Americans have been duped into thinking that their home is their #1 investment. Nowhere in recent history was this misconception more clear than during the recent financial crisis. Just prior to the Housing Crisis people were speculating in real estate, they were buying property for the sole purpose of selling it for more than they bought it for. This is not investing, it’s speculating, there is an distinct difference. First, lets remember what an investment is. Benjamin Graham so aptly described the difference this way: “Investment is an activity of forecasting the yield over the life of the asset; speculation is the activity of forecasting the psychology of the market.” A speculator buys an investment ‘vehicle’ such as a share of stock or a piece of real estate not to benefit from the long term wealth or short term cash flow, but because he or she expects the demand for the ‘vehicle’ to rise, thus lifting its price. An investors’ thought process, on the other hand is, ‘what does this vehicle pay me for investing in it’? In other words, this is a vehicle which creates wealth over the long term, cash flow in the short term, and/or both. So, Investing in companies whose stock provides dividend payments would be considered an investment. The same can be said for buying a real estate that can generate cash flow.
That brings us back to the original topic, is your home a good investment? Does it produce cash flow? Not unless you are renting it out. We have been duped into thinking it is a great investment because property values, pre-housing crisis, increased so dramatically. These values, it turns out, were nothing more than a reflection of government manipulation and media hype. Your primary residence is simply your largest expense, not an investment and here is why: You must pay your mortgage and property tax on your home, which means you never really own it anyway. in addition, typically most people pay insurance and ongoing operating costs. In addition, there is absolutely no guarantee you will experience price appreciation over time. The fact that our government is manipulating currency by printing fiat money, means your house value will most likely fail to keep up with the value of inflation.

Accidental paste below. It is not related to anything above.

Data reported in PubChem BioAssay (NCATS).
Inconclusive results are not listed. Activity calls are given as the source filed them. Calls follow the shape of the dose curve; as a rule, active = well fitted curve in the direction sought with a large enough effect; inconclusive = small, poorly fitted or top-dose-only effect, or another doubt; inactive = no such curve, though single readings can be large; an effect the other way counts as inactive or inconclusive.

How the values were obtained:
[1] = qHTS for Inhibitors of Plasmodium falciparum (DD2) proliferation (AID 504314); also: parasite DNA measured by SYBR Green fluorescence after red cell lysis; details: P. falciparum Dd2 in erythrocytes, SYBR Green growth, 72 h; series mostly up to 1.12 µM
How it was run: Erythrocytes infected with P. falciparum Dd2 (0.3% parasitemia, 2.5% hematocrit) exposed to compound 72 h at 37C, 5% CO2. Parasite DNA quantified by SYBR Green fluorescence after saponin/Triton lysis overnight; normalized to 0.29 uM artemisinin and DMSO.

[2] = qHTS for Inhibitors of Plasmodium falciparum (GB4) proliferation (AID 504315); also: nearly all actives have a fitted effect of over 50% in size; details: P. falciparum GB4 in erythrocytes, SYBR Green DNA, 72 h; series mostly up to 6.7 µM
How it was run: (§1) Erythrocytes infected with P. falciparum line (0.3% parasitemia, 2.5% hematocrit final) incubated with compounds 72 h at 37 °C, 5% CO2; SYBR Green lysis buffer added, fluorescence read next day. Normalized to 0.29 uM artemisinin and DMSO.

Don’t get me wrong – real estate can be a fabulous investment vehicle, one that I own and truly believe in. But, it is a great investment because it provides a monthly cash flow after expenses. Unfortunately, many people put their life savings into their homes, and naively thought they were actually investing this money. Sadly, when the real estate bubble burst, they were left with an empty bag; no savings and a mortgage whose value exceeded the price of their home. So ask yourself when investing, does this vehicle produce positive cash flow, is it a store of value? If not, it may not be an investment, just a nice place to store your clothes and furniture. When you invest your money, the idea is that your money keeps working for you, even while you sleep!
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